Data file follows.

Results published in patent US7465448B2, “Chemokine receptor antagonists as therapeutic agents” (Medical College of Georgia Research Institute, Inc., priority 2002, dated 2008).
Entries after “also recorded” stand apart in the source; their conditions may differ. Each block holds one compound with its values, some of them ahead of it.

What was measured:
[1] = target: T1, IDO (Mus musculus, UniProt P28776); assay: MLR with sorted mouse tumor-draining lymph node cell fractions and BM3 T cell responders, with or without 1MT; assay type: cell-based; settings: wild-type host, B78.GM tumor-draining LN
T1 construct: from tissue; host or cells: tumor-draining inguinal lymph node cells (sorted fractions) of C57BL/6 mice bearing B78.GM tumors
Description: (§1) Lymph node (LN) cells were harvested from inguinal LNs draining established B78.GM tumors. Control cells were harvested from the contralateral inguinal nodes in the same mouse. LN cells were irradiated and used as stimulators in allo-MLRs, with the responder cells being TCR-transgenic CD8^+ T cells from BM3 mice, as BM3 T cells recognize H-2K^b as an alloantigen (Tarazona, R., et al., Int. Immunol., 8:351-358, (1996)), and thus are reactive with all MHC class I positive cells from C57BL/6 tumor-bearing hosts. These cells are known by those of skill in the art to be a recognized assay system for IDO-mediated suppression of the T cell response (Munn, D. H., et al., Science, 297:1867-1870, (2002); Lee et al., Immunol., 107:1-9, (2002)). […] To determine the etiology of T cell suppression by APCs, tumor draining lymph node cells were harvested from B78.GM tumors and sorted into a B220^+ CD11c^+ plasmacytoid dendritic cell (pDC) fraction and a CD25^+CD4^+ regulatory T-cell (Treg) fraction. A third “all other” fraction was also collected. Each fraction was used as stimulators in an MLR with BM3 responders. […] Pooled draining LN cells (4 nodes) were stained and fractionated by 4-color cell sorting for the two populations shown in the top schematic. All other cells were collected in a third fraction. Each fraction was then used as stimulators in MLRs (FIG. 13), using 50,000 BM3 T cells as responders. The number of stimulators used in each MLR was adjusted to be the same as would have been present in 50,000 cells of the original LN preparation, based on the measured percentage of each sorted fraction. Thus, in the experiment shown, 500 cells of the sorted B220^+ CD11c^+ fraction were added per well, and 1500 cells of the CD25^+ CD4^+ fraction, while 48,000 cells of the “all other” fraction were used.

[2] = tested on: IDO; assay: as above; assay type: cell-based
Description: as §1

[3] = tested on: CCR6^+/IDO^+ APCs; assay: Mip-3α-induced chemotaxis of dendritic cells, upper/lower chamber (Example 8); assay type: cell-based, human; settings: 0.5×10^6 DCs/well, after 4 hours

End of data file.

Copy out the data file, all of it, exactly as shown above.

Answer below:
Results published in patent US7465448B2, “Chemokine receptor antagonists as therapeutic agents” (Medical College of Georgia Research Institute, Inc., priority 2002, dated 2008).
Entries after “also recorded” stand apart in the source; their conditions may differ. Each block holds one compound with its values, some of them ahead of it.

What was measured:
[1] = target: T1, IDO (Mus musculus, UniProt P28776); assay: MLR with sorted mouse tumor-draining lymph node cell fractions and BM3 T cell responders, with or without 1MT; assay type: cell-based; settings: wild-type host, B78.GM tumor-draining LN
T1 construct: from tissue; host or cells: tumor-draining inguinal lymph node cells (sorted fractions) of C57BL/6 mice bearing B78.GM tumors
Description: (§1) Lymph node (LN) cells were harvested from inguinal LNs draining established B78.GM tumors. Control cells were harvested from the contralateral inguinal nodes in the same mouse. LN cells were irradiated and used as stimulators in allo-MLRs, with the responder cells being TCR-transgenic CD8^+ T cells from BM3 mice, as BM3 T cells recognize H-2K^b as an alloantigen (Tarazona, R., et al., Int. Immunol., 8:351-358, (1996)), and thus are reactive with all MHC class I positive cells from C57BL/6 tumor-bearing hosts. These cells are known by those of skill in the art to be a recognized assay system for IDO-mediated suppression of the T cell response (Munn, D. H., et al., Science, 297:1867-1870, (2002); Lee et al., Immunol., 107:1-9, (2002)). […] To determine the etiology of T cell suppression by APCs, tumor draining lymph node cells were harvested from B78.GM tumors and sorted into a B220^+ CD11c^+ plasmacytoid dendritic cell (pDC) fraction and a CD25^+CD4^+ regulatory T-cell (Treg) fraction. A third “all other” fraction was also collected. Each fraction was used as stimulators in an MLR with BM3 responders. […] Pooled draining LN cells (4 nodes) were stained and fractionated by 4-color cell sorting for the two populations shown in the top schematic. All other cells were collected in a third fraction. Each fraction was then used as stimulators in MLRs (FIG. 13), using 50,000 BM3 T cells as responders. The number of stimulators used in each MLR was adjusted to be the same as would have been present in 50,000 cells of the original LN preparation, based on the measured percentage of each sorted fraction. Thus, in the experiment shown, 500 cells of the sorted B220^+ CD11c^+ fraction were added per well, and 1500 cells of the CD25^+ CD4^+ fraction, while 48,000 cells of the “all other” fraction were used.

[2] = tested on: IDO; assay: as above; assay type: cell-based
Description: as §1

[3] = tested on: CCR6^+/IDO^+ APCs; assay: Mip-3α-induced chemotaxis of dendritic cells, upper/lower chamber (Example 8); assay type: cell-based, human; settings: 0.5×10^6 DCs/well, after 4 hours